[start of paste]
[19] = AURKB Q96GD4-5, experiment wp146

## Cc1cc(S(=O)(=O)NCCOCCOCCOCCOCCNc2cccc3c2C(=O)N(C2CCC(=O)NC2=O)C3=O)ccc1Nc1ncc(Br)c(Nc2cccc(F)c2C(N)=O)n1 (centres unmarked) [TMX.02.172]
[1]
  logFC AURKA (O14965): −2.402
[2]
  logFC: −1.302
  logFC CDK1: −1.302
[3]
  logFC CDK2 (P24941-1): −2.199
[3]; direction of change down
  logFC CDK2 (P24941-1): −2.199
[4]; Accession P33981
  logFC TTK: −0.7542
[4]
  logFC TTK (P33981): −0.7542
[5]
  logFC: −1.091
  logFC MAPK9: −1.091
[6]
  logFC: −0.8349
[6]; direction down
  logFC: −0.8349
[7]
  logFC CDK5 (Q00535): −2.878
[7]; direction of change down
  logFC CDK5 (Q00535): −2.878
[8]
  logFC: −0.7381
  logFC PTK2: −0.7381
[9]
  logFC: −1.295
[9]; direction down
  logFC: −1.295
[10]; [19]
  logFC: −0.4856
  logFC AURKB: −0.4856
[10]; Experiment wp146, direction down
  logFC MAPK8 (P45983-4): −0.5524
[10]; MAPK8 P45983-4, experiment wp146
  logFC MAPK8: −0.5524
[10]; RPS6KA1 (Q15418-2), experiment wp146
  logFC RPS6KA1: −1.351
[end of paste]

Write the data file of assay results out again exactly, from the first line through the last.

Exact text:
[19] = AURKB Q96GD4-5, experiment wp146

## Cc1cc(S(=O)(=O)NCCOCCOCCOCCOCCNc2cccc3c2C(=O)N(C2CCC(=O)NC2=O)C3=O)ccc1Nc1ncc(Br)c(Nc2cccc(F)c2C(N)=O)n1 (centres unmarked) [TMX.02.172]
[1]
  logFC AURKA (O14965): −2.402
[2]
  logFC: −1.302
  logFC CDK1: −1.302
[3]
  logFC CDK2 (P24941-1): −2.199
[3]; direction of change down
  logFC CDK2 (P24941-1): −2.199
[4]; Accession P33981
  logFC TTK: −0.7542
[4]
  logFC TTK (P33981): −0.7542
[5]
  logFC: −1.091
  logFC MAPK9: −1.091
[6]
  logFC: −0.8349
[6]; direction down
  logFC: −0.8349
[7]
  logFC CDK5 (Q00535): −2.878
[7]; direction of change down
  logFC CDK5 (Q00535): −2.878
[8]
  logFC: −0.7381
  logFC PTK2: −0.7381
[9]
  logFC: −1.295
[9]; direction down
  logFC: −1.295
[10]; [19]
  logFC: −0.4856
  logFC AURKB: −0.4856
[10]; Experiment wp146, direction down
  logFC MAPK8 (P45983-4): −0.5524
[10]; MAPK8 P45983-4, experiment wp146
  logFC MAPK8: −0.5524
[10]; RPS6KA1 (Q15418-2), experiment wp146
  logFC RPS6KA1: −1.351